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Prophetic warnings against fascism and Democratic Party’s history of blocking progressives

Prophetic warnings against fascism and Democratic Party’s history of blocking progressives

Prophetic warnings against fascism and Democratic Party’s history of blocking progressives
September 06
11:06 2020

The 1944 Democratic National Convention erupted in cheers as Henry A. Wallace was renominated as Franklin D. Roosevelt’s vice president. With all the delegate’s votes tallied Wallace had won with 429 votes to the runner-up and then U.S Senator from Missouri Harry S. Truman’s 319 votes. The other 426 voters were split between seven other candidates. Jubilee filled the air as the Chicago Stadium’s PA system was commandeered in celebration to play the native Iowan’s campaign song “Iowa! That’s where the tall corn grows.” 

The celebration was squashed by southern Democratic Party bosses who despised Wallace for his progressive platform calling for desegregation.

During a radio address, Wallace deplored segregation in the south when he declared, “I say our failure to live by the Constitution, our failure to abolish segregation strikes at the roots of America.”

Wanting to prevent Wallace the nomination for his strong desegregation stances the party seized the stage of the convention hall and halted the election. This gave party bosses enough time to make backroom deals and by the next day of the convention, they had coalesced around Harry S. Truman. An entire political machine transformed Wallace’s victory into a defeat resulting in 105 votes cast for Wallace and 1,031 votes for Truman. Party bosses stole the election and secured the vice presidency, which allowed Truman to become president after Franklin D. Roosevelt’s death from a lifetime battle with polio.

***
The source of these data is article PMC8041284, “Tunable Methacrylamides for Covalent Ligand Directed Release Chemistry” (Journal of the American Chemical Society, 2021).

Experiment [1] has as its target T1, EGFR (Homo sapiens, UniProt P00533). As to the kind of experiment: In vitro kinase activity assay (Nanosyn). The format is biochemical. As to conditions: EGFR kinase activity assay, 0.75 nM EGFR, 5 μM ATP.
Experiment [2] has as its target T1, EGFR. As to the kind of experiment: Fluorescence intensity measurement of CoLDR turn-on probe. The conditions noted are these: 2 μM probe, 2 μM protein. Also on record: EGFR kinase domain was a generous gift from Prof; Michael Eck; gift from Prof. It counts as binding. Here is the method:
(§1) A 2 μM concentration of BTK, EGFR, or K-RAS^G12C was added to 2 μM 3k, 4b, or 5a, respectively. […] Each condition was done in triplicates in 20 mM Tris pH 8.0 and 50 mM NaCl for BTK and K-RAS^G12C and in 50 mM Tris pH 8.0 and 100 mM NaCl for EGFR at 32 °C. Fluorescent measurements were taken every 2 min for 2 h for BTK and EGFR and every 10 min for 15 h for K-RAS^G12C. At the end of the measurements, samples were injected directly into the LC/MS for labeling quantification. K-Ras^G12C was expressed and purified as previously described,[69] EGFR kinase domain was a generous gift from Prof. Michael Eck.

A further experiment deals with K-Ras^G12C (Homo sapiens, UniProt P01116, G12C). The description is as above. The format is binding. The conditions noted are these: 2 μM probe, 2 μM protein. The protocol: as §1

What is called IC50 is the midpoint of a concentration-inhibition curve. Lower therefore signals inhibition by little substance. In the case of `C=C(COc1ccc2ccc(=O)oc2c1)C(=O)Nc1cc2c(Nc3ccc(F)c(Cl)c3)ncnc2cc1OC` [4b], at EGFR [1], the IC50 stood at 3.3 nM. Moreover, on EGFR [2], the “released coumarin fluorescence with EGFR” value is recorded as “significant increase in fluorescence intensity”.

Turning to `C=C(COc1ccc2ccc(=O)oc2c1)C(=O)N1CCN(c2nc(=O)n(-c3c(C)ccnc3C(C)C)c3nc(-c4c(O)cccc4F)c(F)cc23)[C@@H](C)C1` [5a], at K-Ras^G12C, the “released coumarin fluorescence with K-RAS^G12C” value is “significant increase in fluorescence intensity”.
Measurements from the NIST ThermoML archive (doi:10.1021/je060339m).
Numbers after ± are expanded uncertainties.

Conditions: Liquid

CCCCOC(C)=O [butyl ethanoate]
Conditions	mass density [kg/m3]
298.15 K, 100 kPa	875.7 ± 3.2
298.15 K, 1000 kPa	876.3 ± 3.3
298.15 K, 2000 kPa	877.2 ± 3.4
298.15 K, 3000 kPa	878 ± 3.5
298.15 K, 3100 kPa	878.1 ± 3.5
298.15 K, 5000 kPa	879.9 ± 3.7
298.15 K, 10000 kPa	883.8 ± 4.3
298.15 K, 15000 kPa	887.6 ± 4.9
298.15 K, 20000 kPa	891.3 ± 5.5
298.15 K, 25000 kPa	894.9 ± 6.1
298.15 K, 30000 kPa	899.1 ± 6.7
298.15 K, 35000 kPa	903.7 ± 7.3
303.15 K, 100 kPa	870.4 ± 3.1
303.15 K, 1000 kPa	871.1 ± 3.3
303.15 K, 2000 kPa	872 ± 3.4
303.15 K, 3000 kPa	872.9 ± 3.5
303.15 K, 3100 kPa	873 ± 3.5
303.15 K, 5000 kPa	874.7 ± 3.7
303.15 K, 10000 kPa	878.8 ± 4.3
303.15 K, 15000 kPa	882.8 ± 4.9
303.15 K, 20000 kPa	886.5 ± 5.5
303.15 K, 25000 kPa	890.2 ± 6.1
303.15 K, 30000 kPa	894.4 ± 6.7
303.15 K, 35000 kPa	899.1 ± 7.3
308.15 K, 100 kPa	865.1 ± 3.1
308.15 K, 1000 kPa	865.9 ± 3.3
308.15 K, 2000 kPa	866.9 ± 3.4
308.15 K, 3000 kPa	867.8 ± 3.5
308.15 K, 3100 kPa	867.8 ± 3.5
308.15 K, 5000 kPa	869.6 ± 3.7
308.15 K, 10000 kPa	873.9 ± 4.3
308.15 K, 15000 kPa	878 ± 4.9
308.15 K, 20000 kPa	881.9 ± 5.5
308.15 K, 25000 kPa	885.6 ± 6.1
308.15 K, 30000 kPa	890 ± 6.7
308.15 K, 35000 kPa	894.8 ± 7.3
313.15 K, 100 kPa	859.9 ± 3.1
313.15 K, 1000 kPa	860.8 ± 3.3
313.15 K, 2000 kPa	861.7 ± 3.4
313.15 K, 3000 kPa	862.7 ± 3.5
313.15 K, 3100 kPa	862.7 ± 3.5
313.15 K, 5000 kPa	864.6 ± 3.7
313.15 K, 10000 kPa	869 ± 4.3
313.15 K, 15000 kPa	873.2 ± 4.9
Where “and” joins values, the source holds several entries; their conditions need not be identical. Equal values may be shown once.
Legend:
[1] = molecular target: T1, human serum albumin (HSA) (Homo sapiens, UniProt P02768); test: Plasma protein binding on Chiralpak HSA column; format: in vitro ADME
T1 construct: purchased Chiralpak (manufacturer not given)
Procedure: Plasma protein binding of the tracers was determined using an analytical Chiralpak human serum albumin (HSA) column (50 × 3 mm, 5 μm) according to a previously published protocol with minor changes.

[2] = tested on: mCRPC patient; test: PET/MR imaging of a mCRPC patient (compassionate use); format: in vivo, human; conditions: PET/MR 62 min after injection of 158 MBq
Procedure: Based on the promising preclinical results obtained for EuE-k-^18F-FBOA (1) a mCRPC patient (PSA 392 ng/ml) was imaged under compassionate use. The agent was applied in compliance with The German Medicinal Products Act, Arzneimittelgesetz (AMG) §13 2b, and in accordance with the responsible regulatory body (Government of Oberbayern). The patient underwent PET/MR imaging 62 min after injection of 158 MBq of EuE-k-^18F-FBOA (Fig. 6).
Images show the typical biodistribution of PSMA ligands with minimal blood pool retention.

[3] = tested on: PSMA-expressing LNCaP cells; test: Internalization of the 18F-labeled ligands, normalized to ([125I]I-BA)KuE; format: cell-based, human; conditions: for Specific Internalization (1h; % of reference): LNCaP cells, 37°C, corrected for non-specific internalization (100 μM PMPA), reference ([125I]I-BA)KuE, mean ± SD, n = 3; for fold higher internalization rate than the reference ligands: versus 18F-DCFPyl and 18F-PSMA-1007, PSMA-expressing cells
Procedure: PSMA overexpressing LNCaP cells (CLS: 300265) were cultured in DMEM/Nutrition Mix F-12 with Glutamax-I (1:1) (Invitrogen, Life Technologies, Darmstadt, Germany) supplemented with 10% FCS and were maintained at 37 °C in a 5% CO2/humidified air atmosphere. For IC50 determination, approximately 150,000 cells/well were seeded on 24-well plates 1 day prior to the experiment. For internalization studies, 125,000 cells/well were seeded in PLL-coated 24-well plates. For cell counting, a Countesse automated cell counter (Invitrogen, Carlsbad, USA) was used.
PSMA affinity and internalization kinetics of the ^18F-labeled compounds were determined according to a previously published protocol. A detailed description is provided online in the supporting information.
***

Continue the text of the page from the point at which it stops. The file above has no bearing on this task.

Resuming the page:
Wallace initially served on FDR’s cabinet as secretary of agriculture where he worked tirelessly to combat the ecological catastrophe of the Dust Bowl. An original new dealer who often was declared an enemy by segregationists and corrupt members of his own party because of his boldly progressive platform calling for the desegregation of public schools, strengthening unions, and the creation of a national health insurance program. All of which was forward-thinking especially for a man born in Iowa during 1888. 

What got Wallace in the most trouble with wealthy elites was his prophetic warning and staunch hatred for fascism. Wallace characterized American fascists as “…one whose lust for money or power is combined with such an intensity of intolerance toward those of other races, parties, classes, religions, cultures, regions or nations as to make him ruthless in his use of deceit or violence to attain his ends.” 

Strong declarations against fascism during a time when the United States was fighting Nazism abroad skyrocketed Wallace’s popularity and broadened his base to workers of all creeds, which would inspire him to run third-party in the 1948 presidential election. Wallace ran as the candidate for the newly formed Progressive Party and hoped to redeem himself by beating Truman. Wallace won 2.3 percent of the nationwide popular vote and his record as vice president remains overshadowed by his failed presidential bid.